Are Indian seafarers pricing themselves out of the market, and if so, what can be done? That was the question put to me and initially, with the accompanying data viewed in purely mathematical terms, it did appear to be the case.
For example, and all figures approximate, in USD and basis contractual wages per month or pro-rata. Indian officers are typically between these two figures.
Newly promoted Master/Chief Engineer: North-West European countries / 13000 and Far East Developing countries / 6500
Entry level 3rd Officer / 4th Engineer: North-West European countries / 5300 and Far East Developing countries / 2200
The argument or hypothesis put forward is that Indian officers need to voluntarily start accepting salaries closer to the salaries accepted by officers from the Far Eastern countries if they don't want to see themselve being out-priced from the market. Obviously, this does not take into account flag-state requirements, and applies more to open
register employment opportunities - though even some flag states are now relaxing this when it comes to employing foreign nationals on their ships.
This would be correct if the maritime industry was a simple operational industry, where the financial aspects over-rode everything else, and humans could be increasingly replaced by machines and computers. Or treat the sailor as sub-humans. To some extent, that is the way the industry has evolved over the past 2-3 decades, but there is simply no more elasticity left in the constant battle to reduce head-count on board by every means possible. How much more can the owners and flag states play around with so-called safe manning, before port states start imposing their own conditions, is already being played out.
If anything, as enquiry reports in more than a few accidents have shown lately, fatigue and lack of competence are the two biggest reasons going hand-in-hand while safety and efficiency take a beating. Certificates of competency and time-sheets are one thing, realities are another, and ship-owners as well as operators must realise that the issue is deeper than just salaries or rather the daily-wage kind of contractual numbers.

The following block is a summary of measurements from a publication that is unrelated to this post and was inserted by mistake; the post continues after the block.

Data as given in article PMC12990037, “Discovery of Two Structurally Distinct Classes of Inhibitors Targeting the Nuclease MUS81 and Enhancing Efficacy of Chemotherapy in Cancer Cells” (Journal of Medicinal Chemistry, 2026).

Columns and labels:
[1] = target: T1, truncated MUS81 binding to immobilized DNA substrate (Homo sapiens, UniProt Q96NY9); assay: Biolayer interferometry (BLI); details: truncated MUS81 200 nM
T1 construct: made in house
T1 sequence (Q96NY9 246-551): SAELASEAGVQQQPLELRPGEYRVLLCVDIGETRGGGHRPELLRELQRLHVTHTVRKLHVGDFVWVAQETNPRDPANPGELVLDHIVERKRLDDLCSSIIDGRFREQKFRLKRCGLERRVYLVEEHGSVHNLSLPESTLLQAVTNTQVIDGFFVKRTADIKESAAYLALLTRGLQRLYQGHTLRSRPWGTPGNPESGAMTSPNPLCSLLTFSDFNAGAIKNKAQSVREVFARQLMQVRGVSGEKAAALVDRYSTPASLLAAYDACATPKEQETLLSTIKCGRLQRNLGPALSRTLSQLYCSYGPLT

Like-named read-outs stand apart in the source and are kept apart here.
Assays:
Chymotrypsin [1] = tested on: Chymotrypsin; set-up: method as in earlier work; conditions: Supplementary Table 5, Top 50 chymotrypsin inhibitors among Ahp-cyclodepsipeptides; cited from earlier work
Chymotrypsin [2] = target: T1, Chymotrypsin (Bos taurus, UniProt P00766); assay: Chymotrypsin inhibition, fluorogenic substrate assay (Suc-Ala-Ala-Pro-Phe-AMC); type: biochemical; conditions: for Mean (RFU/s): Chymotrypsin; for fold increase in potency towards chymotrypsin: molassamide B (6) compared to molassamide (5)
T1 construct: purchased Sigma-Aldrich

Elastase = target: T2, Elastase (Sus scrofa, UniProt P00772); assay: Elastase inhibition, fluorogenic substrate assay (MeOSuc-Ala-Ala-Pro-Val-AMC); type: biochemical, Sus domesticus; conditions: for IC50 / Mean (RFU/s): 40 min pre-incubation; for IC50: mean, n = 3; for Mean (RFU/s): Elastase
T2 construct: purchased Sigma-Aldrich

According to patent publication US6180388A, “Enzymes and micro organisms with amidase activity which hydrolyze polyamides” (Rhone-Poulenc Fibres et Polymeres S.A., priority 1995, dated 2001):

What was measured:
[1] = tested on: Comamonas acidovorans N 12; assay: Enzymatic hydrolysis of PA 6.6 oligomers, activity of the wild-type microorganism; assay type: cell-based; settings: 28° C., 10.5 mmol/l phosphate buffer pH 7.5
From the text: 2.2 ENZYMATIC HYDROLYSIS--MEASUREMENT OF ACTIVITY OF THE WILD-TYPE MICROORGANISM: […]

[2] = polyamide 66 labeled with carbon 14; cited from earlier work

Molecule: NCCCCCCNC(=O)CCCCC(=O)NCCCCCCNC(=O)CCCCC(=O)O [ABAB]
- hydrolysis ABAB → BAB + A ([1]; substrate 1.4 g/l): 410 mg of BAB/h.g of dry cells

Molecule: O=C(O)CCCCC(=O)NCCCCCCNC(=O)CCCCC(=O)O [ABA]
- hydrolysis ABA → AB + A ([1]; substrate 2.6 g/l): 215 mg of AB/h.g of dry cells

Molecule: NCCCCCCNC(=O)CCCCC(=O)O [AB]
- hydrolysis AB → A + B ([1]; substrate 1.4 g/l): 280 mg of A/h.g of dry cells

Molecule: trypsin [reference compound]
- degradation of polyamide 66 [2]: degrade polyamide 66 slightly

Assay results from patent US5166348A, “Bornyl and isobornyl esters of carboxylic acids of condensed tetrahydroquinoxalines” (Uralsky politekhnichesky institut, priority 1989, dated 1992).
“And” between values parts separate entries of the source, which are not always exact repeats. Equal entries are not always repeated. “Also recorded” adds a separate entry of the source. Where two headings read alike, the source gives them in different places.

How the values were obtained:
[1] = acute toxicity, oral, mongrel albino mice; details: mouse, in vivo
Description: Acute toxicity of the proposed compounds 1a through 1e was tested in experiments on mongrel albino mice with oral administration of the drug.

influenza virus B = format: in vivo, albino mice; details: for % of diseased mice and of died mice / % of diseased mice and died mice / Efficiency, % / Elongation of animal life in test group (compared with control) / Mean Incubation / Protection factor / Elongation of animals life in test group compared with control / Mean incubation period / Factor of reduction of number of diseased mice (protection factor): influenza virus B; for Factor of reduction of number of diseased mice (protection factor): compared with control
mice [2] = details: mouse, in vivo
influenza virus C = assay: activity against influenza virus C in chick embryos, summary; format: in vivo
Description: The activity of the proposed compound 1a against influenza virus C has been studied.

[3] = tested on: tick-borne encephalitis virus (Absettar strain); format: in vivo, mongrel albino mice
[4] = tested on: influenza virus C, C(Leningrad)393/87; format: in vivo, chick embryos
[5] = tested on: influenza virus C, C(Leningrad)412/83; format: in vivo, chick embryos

One solution would be for the same people advocating further reduction in head-counts to spend some time on board real working ships, as pursers, to try and understand the realities involved. And on terms and conditions as applicable to 3rd Officers.
Because. Then only will management, especially financial management, learn that the modern young seafarer, as with any other career professional, is looking for more than just money. There are two other very important parameters involved:- future potential and respect at the workplace. Nothing more needs to be said or written on how both these paramters have gown downhill over the last 2-3 decades.
Not that salaries have kept pace either. Compared with other avenues open to younger people, merchant navy salaries have not kept up. Simple as that.
Speaking with a few youngsters in the Merchant Navy on the subject, one can understand their frustration - managements tend to ignore the fact that their frontline operational staff expect more than just money. Leave alone a reduction in wages, many of them were of the opinion that even doubling of wages without improving working conditions and future potential meant nothing to them.
Which takes me back to the solution - which has to go back to basics. Tthe Indian seafarer was and should still be linked to the Indian flag ships. That is where the solution lies - there will be no dearth of very well qualified people willing to work for lower salaries as long as the other two parameters of respect at the workplace and future potential are met. Sadly, the Indian flag shipowners have defaulted on this responsibility terribly over the last few decades, and this needs to be resolved first.
If, hypothetical if, the Indian shipowners simply matched terms and conditions offered by the Indian Navy to theiir younger officers, then many of the same younger officers see no reason why a 20-year working life could not be something easy to achieve. With all the other benefits that accrue to shipowners able to plan for the future. And more.
The example of the coastal and foreign going Chinese flag fleet can be quoted in this context. The example of how many of us in the '70s and '80s chose to stay on with Indian flag vessels at lower salaries for the same reasons can also be quoted.
By all means, think about reducing salaries to make the Indian seafarer more competitive, but it can not be a stand-alone. It may sound strange, but bench-marking the Indian Navy for this is not such a wild idea - the two services have always been related and till not too long ago, the best who came out of the Training Ships actually went to the Indian Navy.
The rest, the not so best, or the better than most, take your pick, can then certainly work in the open registers.
And there, let market forces decide.